Joe Biden ignores Trump to build team with eye on raging pandemic

WASHINGTON/WILMINGTON: US President-elect Joe Biden will press on with building his governing team on Thursday, ignoring President Donald Trump‘s refusal to concede.
The Democratic former vice president has shrugged off the Republican incumbent’s long-shot challenge to his victory, naming longtime adviser Ron Klain on Wednesday as White House chief of staff, his first major appointment.
New records for daily coronavirus infections and hospitalizations in the United States ensured that the presidential transition will be dominated by the response to the pandemic, which has accelerated since the Nov. 3 election. Trump remains in office until Biden’s inauguration on Jan. 20.
Foreign allies have congratulated Biden. A group of prominent former world leaders known as The Elders, chaired by former Irish President Mary Robinson, urged Trump to accept defeat, fearing he was “putting at risk the functioning of American democracy.”
Attention is now expected to shift to Biden’s picks for Cabinet posts, though aides have so far given few clues about when announcements will be made.
On foreign policy, diplomat and longtime confidant Antony Blinken is seen as a possible choice for secretary of state or national security adviser.
Whoever is chosen for treasury secretary will have to cope with a recession and joblessness, as well as serving as the fulcrum to address wealth inequality, climate change and other issues.
Klain, who served as Democratic President Barack Obama’s “Ebola czar” in 2014 during an outbreak of that virus in West Africa, is expected to take a leading role in the incoming Biden administration’s response to the nationwide spike in COVID-19 cases.
In Klain, Biden brings in a trusted and experienced operative who also served as Democratic Vice President Al Gore’s top aide during Bill Clinton‘s administration.
“He was always highly informed and his advice was always grounded in exceptional command of the policy process, the merits of the arguments, and the political and justice context,” Gore told Reuters.
The United States again set records on Wednesday with more than 142,000 new coronavirus infections and nearly 65,000 hospitalizations, according to a Reuters tally. The death toll rose by 1,464, approaching the levels reached during a catastrophic first wave earlier this year.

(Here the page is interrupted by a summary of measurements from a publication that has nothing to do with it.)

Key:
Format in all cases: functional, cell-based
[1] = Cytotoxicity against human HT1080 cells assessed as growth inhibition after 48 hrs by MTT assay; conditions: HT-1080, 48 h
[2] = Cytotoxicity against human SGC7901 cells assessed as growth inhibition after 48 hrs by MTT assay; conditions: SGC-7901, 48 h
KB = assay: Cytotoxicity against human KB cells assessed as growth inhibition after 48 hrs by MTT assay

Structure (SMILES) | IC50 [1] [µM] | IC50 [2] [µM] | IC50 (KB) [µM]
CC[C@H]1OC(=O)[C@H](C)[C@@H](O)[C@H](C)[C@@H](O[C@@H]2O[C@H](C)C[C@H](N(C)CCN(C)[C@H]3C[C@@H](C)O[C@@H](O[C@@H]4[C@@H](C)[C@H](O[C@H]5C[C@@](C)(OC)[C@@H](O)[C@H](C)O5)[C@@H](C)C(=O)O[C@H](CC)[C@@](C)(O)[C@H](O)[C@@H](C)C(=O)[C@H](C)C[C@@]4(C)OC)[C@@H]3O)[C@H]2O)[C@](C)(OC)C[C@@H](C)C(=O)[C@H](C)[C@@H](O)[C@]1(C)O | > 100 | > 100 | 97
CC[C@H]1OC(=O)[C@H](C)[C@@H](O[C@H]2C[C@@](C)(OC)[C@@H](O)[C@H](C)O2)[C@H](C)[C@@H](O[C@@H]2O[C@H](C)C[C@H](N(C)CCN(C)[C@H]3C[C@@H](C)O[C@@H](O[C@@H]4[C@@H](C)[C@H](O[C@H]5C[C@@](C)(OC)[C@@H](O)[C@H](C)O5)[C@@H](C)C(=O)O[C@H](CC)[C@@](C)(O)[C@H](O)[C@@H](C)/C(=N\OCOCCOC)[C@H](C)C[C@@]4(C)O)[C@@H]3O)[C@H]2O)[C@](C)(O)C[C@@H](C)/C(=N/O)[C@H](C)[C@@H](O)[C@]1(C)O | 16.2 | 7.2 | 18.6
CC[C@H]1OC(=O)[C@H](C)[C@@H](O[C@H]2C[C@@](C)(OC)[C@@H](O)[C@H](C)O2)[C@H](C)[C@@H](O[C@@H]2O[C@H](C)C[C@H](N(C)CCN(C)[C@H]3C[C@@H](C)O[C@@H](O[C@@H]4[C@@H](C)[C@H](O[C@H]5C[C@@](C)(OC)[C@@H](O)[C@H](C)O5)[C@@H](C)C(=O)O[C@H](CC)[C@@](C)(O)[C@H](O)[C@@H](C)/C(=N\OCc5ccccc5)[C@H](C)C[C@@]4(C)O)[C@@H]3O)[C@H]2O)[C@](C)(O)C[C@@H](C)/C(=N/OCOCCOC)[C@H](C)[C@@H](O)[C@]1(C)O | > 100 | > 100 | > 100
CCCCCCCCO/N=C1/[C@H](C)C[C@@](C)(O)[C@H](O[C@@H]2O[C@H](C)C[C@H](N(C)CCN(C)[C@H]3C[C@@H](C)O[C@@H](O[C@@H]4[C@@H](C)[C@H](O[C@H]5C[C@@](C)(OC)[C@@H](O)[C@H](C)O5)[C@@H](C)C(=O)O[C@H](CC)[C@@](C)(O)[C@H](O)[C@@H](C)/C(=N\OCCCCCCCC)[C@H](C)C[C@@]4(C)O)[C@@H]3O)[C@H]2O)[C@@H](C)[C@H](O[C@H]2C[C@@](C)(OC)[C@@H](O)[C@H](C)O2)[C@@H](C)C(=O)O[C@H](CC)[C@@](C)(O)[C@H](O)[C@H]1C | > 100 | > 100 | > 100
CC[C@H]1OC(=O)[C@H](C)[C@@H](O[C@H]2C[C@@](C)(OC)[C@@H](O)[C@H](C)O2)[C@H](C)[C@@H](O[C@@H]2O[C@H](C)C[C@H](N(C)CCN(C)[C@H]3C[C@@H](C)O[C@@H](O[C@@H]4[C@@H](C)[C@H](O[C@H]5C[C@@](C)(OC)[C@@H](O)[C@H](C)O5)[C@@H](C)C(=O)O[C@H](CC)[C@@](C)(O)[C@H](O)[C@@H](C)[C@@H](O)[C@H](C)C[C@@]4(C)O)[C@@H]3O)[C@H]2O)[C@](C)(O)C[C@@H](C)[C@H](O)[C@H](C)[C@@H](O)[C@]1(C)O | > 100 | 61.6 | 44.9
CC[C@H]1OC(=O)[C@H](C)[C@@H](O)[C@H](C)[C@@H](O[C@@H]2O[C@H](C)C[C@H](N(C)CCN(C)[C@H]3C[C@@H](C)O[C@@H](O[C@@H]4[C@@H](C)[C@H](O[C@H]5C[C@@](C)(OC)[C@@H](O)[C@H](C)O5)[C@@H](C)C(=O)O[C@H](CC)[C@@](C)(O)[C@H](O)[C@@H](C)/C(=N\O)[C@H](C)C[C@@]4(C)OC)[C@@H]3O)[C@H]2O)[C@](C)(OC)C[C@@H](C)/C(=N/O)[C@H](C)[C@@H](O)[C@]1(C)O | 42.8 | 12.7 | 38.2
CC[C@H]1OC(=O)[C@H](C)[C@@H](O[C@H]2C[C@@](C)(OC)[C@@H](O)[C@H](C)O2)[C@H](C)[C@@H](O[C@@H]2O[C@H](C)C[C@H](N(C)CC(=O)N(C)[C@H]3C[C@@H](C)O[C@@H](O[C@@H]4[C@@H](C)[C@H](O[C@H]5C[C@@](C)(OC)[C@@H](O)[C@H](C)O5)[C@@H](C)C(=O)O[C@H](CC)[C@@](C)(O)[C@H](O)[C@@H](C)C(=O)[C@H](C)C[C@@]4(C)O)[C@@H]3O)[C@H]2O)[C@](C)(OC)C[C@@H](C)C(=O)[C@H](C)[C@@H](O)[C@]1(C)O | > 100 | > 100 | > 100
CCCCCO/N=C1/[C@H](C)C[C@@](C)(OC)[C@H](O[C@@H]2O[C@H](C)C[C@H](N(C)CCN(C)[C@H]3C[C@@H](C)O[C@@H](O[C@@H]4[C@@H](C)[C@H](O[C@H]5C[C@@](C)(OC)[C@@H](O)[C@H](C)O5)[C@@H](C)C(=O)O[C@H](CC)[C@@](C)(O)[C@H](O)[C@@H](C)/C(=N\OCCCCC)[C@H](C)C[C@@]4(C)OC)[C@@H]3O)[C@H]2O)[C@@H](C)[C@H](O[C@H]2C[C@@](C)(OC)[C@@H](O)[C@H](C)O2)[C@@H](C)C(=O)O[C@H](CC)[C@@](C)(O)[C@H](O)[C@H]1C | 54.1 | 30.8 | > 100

Biden has won enough of the battleground states to surpass the 270 electoral votes needed in the state-by-state Electoral College that determines the next president. He is also winning the popular vote by more than 5.2 million votes, or 3.4 percentage points, with a few states still counting ballots.
Since major news organizations called the election for Biden on Saturday, Trump has maintained a minimal public schedule, preferring instead to air his grievances on Twitter, and has not addressed the climbing virus case load nationwide.
Trump has focused on efforts to overturn the election’s results in closely contested states, despite presenting no evidence of irregularities that could affect the outcome, and a skeptical reception from judges.
His team has also been busy raising money, soliciting contributions to pay for legal challenges.
But a donor would have to give more than $8,000 before any money goes to an account established to finance election challenges. Small-dollar donations instead will go to the Republican National Committee or a newly formed political action committee, which can use the cash for other purposes such as travel expenses or other political campaigns.
Democrats have accused Trump of aiming to undermine public trust in the U.S. election system and delegitimize Biden’s victory. Trump’s nearly four years in office have been marked by political divisions and the shattering of democratic norms.
Edison Research gave Biden 279 electoral votes as of Thursday morning. While some news organization have added Arizona and its 11 electoral votes to Biden’s column, Edison Research had yet to call that traditionally Republican state for the Democrat, who led by a margin of 0.3 percentage point.
Results in Georgia, another longtime Republican stronghold with 16 electoral votes, also showed Biden with a lead of 0.3 percentage point.
In order to remain in office, Trump would need to win both Arizona and Georgia and overturn one or more states already in the Biden column before the formal Electoral College vote on Dec. 14, a highly unlikely scenario.
“If we can audit the total votes cast, we will easily win Arizona also!” Trump wrote on Twitter on Thursday.
Arizona Secretary of State Katie Hobbs said the vote was not close enough to trigger a recount. With slightly fewer than 25,000 ballots left to count, Trump would need to win 65% of the remaining votes to catch Biden’s lead.
“That certainly could happen,” Hobbs told CNN on Thursday. “I think it’s not likely to happen.”
Georgia has decided to recount its votes by hand. Brad Raffensperger, Georgia’s Republican secretary of state, said it was unlikely to find many errors from the previous machine count.
“End of the day, you may not like the results, but it’ll be an accurate recount, and we’ll know exactly what the vote totals are,” Raffensperger told Fox News Channel on Thursday.

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